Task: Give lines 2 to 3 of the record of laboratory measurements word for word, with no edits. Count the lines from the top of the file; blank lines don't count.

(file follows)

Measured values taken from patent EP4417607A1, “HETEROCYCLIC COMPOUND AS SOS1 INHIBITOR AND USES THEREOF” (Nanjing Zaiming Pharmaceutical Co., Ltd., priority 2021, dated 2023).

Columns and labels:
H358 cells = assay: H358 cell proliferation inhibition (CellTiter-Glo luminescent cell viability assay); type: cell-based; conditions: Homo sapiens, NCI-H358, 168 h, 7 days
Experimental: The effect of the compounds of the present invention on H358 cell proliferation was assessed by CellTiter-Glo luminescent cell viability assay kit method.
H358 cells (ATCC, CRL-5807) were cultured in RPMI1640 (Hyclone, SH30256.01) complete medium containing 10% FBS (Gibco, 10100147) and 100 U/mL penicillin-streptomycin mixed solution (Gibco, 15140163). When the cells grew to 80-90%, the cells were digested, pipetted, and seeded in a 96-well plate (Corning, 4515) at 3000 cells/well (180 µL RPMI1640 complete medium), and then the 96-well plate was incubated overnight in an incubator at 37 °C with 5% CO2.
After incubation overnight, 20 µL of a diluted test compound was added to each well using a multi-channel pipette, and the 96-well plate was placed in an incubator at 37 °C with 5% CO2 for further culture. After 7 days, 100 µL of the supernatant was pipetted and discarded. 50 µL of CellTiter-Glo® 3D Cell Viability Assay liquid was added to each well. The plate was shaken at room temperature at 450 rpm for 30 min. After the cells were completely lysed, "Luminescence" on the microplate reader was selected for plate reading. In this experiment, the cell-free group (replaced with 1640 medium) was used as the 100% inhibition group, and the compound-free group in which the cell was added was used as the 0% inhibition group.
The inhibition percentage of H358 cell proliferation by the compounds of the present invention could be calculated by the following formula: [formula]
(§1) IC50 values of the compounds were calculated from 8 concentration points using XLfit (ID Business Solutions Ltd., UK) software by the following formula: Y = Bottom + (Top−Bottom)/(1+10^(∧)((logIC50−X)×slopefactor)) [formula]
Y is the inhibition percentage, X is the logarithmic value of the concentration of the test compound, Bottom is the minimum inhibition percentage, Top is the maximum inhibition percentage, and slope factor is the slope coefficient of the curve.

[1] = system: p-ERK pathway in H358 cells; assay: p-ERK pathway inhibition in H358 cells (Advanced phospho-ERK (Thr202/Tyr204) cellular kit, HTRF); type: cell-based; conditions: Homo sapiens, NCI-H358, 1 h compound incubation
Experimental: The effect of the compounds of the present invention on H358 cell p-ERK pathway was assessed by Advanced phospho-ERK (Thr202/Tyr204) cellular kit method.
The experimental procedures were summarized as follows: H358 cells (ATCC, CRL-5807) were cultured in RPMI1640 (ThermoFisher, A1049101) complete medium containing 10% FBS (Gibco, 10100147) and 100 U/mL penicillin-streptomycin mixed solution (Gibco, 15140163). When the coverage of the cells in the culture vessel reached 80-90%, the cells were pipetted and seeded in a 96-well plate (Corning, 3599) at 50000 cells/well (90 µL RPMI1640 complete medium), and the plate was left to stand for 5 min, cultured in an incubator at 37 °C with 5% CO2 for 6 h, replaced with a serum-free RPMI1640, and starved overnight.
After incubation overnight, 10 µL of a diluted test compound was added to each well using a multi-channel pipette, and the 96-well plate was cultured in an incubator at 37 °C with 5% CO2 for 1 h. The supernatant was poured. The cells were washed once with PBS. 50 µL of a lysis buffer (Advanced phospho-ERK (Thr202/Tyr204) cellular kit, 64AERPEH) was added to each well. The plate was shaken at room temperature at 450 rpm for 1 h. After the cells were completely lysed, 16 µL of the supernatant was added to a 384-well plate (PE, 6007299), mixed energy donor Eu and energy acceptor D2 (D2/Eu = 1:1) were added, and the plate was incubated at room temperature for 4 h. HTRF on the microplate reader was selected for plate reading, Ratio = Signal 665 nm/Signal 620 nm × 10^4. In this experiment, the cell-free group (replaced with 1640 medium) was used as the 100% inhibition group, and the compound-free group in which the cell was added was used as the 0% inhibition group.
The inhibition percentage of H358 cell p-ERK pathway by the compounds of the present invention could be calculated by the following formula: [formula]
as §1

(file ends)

Columns and labels:
H358 cells = assay: H358 cell proliferation inhibition (CellTiter-Glo luminescent cell viability assay); type: cell-based; conditions: Homo sapiens, NCI-H358, 168 h, 7 days